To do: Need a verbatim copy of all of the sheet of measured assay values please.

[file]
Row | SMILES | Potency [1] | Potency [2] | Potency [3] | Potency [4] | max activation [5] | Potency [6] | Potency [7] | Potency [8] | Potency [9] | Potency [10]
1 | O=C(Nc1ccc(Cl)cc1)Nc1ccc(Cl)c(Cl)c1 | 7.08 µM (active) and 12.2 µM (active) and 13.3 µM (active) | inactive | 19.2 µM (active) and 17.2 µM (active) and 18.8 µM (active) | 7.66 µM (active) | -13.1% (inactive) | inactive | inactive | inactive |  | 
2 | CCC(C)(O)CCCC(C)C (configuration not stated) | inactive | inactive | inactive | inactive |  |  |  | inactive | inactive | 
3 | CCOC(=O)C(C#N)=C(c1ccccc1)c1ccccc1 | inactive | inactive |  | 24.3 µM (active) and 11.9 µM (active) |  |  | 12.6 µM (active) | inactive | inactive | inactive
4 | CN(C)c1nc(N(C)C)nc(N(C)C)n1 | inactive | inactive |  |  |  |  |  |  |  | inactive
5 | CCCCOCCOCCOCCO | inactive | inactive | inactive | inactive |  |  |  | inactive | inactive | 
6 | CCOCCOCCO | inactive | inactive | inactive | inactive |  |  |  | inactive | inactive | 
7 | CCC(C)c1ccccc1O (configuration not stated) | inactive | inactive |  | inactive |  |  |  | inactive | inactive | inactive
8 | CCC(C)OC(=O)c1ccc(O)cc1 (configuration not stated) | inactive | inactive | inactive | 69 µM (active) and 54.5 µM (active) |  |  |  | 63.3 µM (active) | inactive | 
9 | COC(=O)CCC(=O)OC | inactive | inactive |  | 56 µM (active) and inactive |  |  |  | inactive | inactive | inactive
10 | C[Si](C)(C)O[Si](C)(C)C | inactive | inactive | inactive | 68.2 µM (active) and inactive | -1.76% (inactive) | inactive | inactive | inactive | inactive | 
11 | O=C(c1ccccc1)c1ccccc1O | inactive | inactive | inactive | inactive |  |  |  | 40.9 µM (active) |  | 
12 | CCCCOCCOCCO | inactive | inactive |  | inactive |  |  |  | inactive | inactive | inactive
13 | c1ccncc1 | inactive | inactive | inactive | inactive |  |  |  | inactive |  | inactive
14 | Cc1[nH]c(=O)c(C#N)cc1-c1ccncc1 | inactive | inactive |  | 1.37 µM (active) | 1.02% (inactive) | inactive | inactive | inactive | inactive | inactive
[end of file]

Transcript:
Row | SMILES | Potency [1] | Potency [2] | Potency [3] | Potency [4] | max activation [5] | Potency [6] | Potency [7] | Potency [8] | Potency [9] | Potency [10]
1 | O=C(Nc1ccc(Cl)cc1)Nc1ccc(Cl)c(Cl)c1 | 7.08 µM (active) and 12.2 µM (active) and 13.3 µM (active) | inactive | 19.2 µM (active) and 17.2 µM (active) and 18.8 µM (active) | 7.66 µM (active) | -13.1% (inactive) | inactive | inactive | inactive |  | 
2 | CCC(C)(O)CCCC(C)C (configuration not stated) | inactive | inactive | inactive | inactive |  |  |  | inactive | inactive | 
3 | CCOC(=O)C(C#N)=C(c1ccccc1)c1ccccc1 | inactive | inactive |  | 24.3 µM (active) and 11.9 µM (active) |  |  | 12.6 µM (active) | inactive | inactive | inactive
4 | CN(C)c1nc(N(C)C)nc(N(C)C)n1 | inactive | inactive |  |  |  |  |  |  |  | inactive
5 | CCCCOCCOCCOCCO | inactive | inactive | inactive | inactive |  |  |  | inactive | inactive | 
6 | CCOCCOCCO | inactive | inactive | inactive | inactive |  |  |  | inactive | inactive | 
7 | CCC(C)c1ccccc1O (configuration not stated) | inactive | inactive |  | inactive |  |  |  | inactive | inactive | inactive
8 | CCC(C)OC(=O)c1ccc(O)cc1 (configuration not stated) | inactive | inactive | inactive | 69 µM (active) and 54.5 µM (active) |  |  |  | 63.3 µM (active) | inactive | 
9 | COC(=O)CCC(=O)OC | inactive | inactive |  | 56 µM (active) and inactive |  |  |  | inactive | inactive | inactive
10 | C[Si](C)(C)O[Si](C)(C)C | inactive | inactive | inactive | 68.2 µM (active) and inactive | -1.76% (inactive) | inactive | inactive | inactive | inactive | 
11 | O=C(c1ccccc1)c1ccccc1O | inactive | inactive | inactive | inactive |  |  |  | 40.9 µM (active) |  | 
12 | CCCCOCCOCCO | inactive | inactive |  | inactive |  |  |  | inactive | inactive | inactive
13 | c1ccncc1 | inactive | inactive | inactive | inactive |  |  |  | inactive |  | inactive
14 | Cc1[nH]c(=O)c(C#N)cc1-c1ccncc1 | inactive | inactive |  | 1.37 µM (active) | 1.02% (inactive) | inactive | inactive | inactive | inactive | inactive